The water cycle is the process that links the movement of water through the environment. At it's simplest, the water cycle consists of three steps: evaporation, condensation, and precipitation.
Let's start with water that is on the ground (or in a body of water). As light energy heats that water, the individual water molecules absorb enough energy to break away from each other and begin rising into the atmosphere. That is evaporation. Those water molecules rise into the atmosphere and begin to cool. Once the temperature reaches the dew point, the air is said to be saturated (100% humidity), and condensation will occur. The water vapor will condense into either light weight water droplets or lightweight ice crystals. Most people call those things clouds. Condensation will continue until the condensed droplets are heavy enough to fall toward earth. Falling water is called precipitation, and it falls in a variety of forms. The most common would be rain, sleet, snow, and hail. The water cycle will then start over again.
Earlier I said that a three step water cycle was the simple version. A five step version is much more accurate in describing the water cycle in its entirety. The fourth step is runoff. Water that is on earth's surface is not always stationary. It moves. It flows down hills and streets. It moves along streams and rivers. There are underground aquifers. If the water cycle is defined as a process that moves water through the environment, runoff is a key piece.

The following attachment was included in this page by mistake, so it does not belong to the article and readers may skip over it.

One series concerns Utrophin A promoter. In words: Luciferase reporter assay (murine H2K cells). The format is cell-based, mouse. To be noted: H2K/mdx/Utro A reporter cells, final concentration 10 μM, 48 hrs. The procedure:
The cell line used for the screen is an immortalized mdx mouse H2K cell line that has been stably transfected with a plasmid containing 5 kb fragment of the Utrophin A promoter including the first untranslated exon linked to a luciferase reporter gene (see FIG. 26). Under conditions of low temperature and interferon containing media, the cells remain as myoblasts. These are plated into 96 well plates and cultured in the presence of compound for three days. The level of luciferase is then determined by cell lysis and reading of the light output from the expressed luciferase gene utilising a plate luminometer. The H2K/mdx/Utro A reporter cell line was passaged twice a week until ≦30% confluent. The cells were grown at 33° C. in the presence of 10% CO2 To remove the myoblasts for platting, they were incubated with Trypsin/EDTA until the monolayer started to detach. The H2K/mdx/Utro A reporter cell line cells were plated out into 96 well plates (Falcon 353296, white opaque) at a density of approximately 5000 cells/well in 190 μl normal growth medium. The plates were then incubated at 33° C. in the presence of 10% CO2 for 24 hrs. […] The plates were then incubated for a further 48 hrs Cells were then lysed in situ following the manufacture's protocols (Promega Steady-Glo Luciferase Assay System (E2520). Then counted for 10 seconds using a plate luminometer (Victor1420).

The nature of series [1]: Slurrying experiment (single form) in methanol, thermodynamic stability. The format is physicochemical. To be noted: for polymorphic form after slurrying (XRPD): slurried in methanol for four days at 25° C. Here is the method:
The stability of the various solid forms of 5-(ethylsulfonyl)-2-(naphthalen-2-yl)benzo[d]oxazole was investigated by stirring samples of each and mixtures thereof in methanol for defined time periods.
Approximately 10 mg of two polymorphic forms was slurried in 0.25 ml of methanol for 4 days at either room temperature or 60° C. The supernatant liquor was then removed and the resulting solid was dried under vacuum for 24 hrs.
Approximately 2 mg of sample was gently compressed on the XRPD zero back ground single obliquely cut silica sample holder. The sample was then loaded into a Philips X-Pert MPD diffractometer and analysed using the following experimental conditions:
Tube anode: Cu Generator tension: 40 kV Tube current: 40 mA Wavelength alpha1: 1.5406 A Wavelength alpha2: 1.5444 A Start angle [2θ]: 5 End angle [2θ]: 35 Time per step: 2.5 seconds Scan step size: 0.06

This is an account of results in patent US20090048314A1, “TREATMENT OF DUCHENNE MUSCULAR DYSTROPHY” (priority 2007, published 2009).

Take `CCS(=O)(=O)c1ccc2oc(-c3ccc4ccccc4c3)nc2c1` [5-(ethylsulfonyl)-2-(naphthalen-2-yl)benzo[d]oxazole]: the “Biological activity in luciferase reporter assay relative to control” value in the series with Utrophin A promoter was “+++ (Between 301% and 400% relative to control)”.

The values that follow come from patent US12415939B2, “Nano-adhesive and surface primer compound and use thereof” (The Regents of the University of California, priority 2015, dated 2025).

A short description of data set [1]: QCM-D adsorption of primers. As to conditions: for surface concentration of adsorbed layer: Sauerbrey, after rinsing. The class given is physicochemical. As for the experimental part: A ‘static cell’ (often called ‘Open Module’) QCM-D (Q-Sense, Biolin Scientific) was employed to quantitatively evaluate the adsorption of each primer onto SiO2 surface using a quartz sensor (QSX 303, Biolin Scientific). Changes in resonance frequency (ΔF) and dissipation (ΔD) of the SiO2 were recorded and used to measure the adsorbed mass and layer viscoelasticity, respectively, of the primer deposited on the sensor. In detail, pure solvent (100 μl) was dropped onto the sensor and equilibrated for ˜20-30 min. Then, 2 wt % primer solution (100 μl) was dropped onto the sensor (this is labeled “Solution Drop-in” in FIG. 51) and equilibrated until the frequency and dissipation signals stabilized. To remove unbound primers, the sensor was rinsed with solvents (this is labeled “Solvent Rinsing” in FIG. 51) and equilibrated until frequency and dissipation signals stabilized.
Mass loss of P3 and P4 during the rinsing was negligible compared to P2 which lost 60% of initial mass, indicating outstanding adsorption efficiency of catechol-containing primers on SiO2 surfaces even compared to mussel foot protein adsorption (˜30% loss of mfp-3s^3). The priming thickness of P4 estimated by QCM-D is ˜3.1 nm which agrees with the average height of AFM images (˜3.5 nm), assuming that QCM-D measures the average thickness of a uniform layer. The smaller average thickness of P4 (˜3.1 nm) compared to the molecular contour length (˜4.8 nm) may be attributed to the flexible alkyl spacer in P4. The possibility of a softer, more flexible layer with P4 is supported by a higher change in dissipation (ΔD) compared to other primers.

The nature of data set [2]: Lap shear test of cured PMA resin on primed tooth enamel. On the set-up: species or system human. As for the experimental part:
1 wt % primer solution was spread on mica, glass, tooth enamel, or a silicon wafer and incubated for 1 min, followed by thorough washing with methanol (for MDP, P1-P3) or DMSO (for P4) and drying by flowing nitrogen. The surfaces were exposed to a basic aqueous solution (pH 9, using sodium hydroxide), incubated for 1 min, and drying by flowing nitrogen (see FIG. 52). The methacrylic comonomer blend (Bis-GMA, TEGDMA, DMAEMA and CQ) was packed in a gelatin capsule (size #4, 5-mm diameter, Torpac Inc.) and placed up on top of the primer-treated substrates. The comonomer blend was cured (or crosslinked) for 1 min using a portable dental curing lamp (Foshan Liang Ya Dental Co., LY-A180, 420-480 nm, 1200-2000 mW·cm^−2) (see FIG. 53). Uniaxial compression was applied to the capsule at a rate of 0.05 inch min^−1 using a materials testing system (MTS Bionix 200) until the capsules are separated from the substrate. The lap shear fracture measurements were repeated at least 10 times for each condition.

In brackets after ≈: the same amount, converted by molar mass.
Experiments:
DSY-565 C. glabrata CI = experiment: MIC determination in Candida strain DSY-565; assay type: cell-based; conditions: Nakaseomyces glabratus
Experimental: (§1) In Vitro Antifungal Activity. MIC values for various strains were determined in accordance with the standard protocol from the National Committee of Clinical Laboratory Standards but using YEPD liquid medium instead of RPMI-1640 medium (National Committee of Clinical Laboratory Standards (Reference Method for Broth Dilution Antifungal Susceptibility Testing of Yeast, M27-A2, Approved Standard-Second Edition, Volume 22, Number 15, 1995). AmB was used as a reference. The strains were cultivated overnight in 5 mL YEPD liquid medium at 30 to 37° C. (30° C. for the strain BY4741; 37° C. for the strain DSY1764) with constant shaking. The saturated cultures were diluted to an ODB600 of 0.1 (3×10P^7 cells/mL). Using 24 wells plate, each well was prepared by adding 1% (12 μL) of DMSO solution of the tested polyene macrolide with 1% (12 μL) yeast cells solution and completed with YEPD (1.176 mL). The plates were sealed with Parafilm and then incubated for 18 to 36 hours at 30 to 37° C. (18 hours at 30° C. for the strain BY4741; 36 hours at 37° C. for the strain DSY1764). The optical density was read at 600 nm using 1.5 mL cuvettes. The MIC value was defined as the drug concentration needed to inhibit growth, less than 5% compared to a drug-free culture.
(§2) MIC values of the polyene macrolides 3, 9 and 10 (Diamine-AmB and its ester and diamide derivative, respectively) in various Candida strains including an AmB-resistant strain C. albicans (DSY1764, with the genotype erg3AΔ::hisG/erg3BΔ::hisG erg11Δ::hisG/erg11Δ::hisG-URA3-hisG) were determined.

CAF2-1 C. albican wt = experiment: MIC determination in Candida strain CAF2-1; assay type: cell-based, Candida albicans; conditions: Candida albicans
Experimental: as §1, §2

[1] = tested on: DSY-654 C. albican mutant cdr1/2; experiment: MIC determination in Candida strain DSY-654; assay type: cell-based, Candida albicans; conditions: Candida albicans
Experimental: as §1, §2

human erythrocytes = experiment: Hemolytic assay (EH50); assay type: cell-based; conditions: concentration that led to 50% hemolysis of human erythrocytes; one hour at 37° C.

The fifth piece of the water cycle is called transpiration. A lot of water is held within plants. They need it to perform photosynthesis. The plants also need carbon dioxide. Plants get the gas by opening up little doors on their leaves called stoma. It's a great system for gas exchange, but water vapor is also released through the stoma. Transpiration is a special kind of evaporation. It's water entering the atmosphere from plant life.
Together transpiration, runoff, precipitation, evaporation, and condensation make up the water cycle.